A woman who had worked at a Wagga supermarket for more than 20 years was sacked by the store's latest owner because she is not Asian, the Fair Work Commission has ruled.
The woman, aged in her 60s, was a shop assistant at Ashmont FoodWorks and started employment with owner Jianbin 'Eddie' Wang in mid-2016.
In April, Mr Wang messaged her saying he had given her job to someone else.
Mr Wang alleged that she engaged in misconduct, specifically "money shortages" from cash registers, which he said "happened very often", and had unexplained absences from work.
Mr Wang also alleged that on April 3 she failed to notify him of her absence and that on the same day she said to the store manager that she had "had enough of the shop".
About two weeks after the sacking, the former employee lodged an unfair dismissal claim with the commission.
She claimed that management had never approached her about the money allegedly going missing from the cash registers.
She also claimed to have reimbursed the cash registers any time the till was short.
"There was no disciplinary action taken against me and I was never warned of any misconduct," she stated in her submissions.
She also alleged that Mr Wang had been trying to sack her because she is not Chinese.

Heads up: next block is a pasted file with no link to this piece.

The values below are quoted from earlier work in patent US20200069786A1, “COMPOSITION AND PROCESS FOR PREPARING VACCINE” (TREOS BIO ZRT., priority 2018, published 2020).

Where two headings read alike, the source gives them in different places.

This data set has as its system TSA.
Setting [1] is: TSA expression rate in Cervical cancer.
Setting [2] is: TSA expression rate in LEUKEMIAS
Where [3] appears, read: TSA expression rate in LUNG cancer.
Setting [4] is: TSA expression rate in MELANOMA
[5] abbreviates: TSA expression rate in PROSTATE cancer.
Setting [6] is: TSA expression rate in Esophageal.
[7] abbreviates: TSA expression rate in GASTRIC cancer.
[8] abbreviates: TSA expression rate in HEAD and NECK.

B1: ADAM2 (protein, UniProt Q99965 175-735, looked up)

In his decision last week, commission deputy president Peter Sams said no employer with "common decency would have effected a dismissal in the hopelessly unfair and perfunctory manner admitted to in this case".
He said it was "disgraceful and grossly unfair" and that there was no evidence Mr Wang complied with the Small Business Fair Dismissal Code.
Before his decision, he conducted research himself after concluding that there was a lack of evidence from both parties.
Mr Sams found past advertisements by Mr Wang on various Chinese-Australian job forums online.
The posts read "Asian lady preferred", "Asian staff preferred" and "more prefer oversea [sic] people".
"The respondent's real motive for dismissing her was Mr Wang's preference to hire staff of Asian speaking backgrounds," he said.
"Had the applicant been minded to steal money for herself (which I do not accept, based on the evidence provided), surely it would have been more than $7 or $10 on any given occasion."
Mr Sams said compensation should be ordered in which the amount will be determined.
The commission's general manager will also consider whether the case should be referred to relevant agencies to investigate potential breaches of anti-discrimination and industrial relations legislation.